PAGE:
Posing as a window washer, Spider-Man bides his time cleaning the outside windows of the Daily Bugle [For his most vocal critic, isn't that nice of him?] The Vulture eventually takes notice and decides to make an example out of the lone window washer. He is surprised to find that it's Spider-Man and quickly engage in an aerial battle which results in another Vulture victory.

Peter returns to the Daily Bugle [Looking either exhausted or stoned, I'm not sure which] in time to hear Jameson's announcement. The mayor has agreed to pay the two million dollar ransom. "To Spider-Man," Jonah ad-libs. The catch is that it's to be paid in two one-million dollar bills [Didn't we go through a similar payment deal with Mysterio already?] Peter just stares at his boss in complete disbelief. Jonah continues by stating a courier has been sent to the observation tower of the Empire State Building to deliver the ransom. He tells Peter to go there and photograph the exchange.

Once the exchange is made, Spider-Man challenges the Vulture for a third time. He allows the Vulture to gain the upper hand, hoping that he'll try to throw him off the building. Just as Spider-Man planned, he does. Before he is cast off the top, he plants a device that will scramble Vulture's control device. As he is thrown, he grabs the two bills and lands safely on the ledge below. He antagonizes the Vulture until he uses his hypnotic bird helmet [I can't believe I had to write that.] which cause his minions to attack him. Spider-Man watches from below and makes bird jokes until the Vulture flies away in defeat.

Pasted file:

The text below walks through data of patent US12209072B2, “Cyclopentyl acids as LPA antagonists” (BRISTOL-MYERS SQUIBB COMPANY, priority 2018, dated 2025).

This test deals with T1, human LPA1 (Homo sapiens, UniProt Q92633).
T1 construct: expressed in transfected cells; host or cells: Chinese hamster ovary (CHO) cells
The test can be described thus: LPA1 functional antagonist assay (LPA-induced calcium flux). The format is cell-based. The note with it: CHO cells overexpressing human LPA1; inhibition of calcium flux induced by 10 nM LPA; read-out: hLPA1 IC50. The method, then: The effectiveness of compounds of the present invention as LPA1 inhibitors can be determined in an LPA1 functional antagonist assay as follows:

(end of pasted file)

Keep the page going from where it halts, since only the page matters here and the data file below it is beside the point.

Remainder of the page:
He later returns the ransom [Both bills] to Jameson's office with instructions to return it to the mayor.

In General...

Quite frankly, the fact they used old-school radio knobs on the Vulture's cowl to "adjust" the device was hilarious. I'm not quite sure how you can make adjustments to something without looking at it. Especially something that would require precision like avian mind control.

Once again we are shown some of the questionable choices made by the production company. A two million dollar ransom to be paid in 2 bills. I guess this is easier than drawing a briefcase, but it really doesn't make any sense as two bills are very easy to lose. One could make the aerodynamics argument, but I dismiss that as the Vulture is strong enough to compensate for the additional weight.

Overall Rating...

3 webs. Having a bird army for the Vulture is a little weird given that Toomes was an engineer and Drago was pretty much just a thug. Neither one would have the know how to do this, but we have to assume that this Vulture does.

Ignoring that facet, this episode wasn't too outlandish and had a few funny moments. Despite a few quirks, it held together very well.

Footnote...

Just because I want to try this: here are captions for each of the screen captures:

  1. I challenge you to an arm wrestling contest!
  2. C'mon, Webhead, its time for Circe de Soleil practice!
  3. Mr. Jameson, why are there Oompa Loompas playing touch football in your office?
  4. Time out, Spider-Man! 105.9 is playing my favorite Nickelback song.
  5. "Light as a feather, stiff as a board. Light as a feather, stiff as a board."